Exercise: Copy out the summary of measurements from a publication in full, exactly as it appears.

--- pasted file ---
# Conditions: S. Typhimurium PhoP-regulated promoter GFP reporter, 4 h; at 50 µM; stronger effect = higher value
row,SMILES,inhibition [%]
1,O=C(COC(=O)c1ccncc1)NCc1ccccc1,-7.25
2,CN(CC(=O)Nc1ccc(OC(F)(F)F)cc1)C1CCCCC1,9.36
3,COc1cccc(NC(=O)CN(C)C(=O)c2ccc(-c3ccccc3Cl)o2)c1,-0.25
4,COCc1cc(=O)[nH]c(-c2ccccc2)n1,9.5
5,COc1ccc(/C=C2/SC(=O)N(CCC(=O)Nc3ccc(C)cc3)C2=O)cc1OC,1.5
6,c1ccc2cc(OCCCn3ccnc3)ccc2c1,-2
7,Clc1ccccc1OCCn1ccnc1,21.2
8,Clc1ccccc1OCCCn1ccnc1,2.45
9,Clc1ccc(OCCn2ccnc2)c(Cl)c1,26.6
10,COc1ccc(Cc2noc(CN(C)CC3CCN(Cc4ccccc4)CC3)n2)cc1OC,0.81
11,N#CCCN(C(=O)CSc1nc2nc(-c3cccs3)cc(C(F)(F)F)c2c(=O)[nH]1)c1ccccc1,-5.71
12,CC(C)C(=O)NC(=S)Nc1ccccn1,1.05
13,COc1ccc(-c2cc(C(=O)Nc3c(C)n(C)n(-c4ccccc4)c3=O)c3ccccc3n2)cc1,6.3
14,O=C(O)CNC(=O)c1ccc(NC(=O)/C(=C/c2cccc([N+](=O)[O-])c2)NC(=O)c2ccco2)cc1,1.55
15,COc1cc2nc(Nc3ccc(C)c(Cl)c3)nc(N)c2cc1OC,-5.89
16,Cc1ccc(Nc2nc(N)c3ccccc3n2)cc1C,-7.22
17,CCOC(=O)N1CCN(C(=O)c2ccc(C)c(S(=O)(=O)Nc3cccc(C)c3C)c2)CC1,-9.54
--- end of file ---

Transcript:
# Conditions: S. Typhimurium PhoP-regulated promoter GFP reporter, 4 h; at 50 µM; stronger effect = higher value
row,SMILES,inhibition [%]
1,O=C(COC(=O)c1ccncc1)NCc1ccccc1,-7.25
2,CN(CC(=O)Nc1ccc(OC(F)(F)F)cc1)C1CCCCC1,9.36
3,COc1cccc(NC(=O)CN(C)C(=O)c2ccc(-c3ccccc3Cl)o2)c1,-0.25
4,COCc1cc(=O)[nH]c(-c2ccccc2)n1,9.5
5,COc1ccc(/C=C2/SC(=O)N(CCC(=O)Nc3ccc(C)cc3)C2=O)cc1OC,1.5
6,c1ccc2cc(OCCCn3ccnc3)ccc2c1,-2
7,Clc1ccccc1OCCn1ccnc1,21.2
8,Clc1ccccc1OCCCn1ccnc1,2.45
9,Clc1ccc(OCCn2ccnc2)c(Cl)c1,26.6
10,COc1ccc(Cc2noc(CN(C)CC3CCN(Cc4ccccc4)CC3)n2)cc1OC,0.81
11,N#CCCN(C(=O)CSc1nc2nc(-c3cccs3)cc(C(F)(F)F)c2c(=O)[nH]1)c1ccccc1,-5.71
12,CC(C)C(=O)NC(=S)Nc1ccccn1,1.05
13,COc1ccc(-c2cc(C(=O)Nc3c(C)n(C)n(-c4ccccc4)c3=O)c3ccccc3n2)cc1,6.3
14,O=C(O)CNC(=O)c1ccc(NC(=O)/C(=C/c2cccc([N+](=O)[O-])c2)NC(=O)c2ccco2)cc1,1.55
15,COc1cc2nc(Nc3ccc(C)c(Cl)c3)nc(N)c2cc1OC,-5.89
16,Cc1ccc(Nc2nc(N)c3ccccc3n2)cc1C,-7.22
17,CCOC(=O)N1CCN(C(=O)c2ccc(C)c(S(=O)(=O)Nc3cccc(C)c3C)c2)CC1,-9.54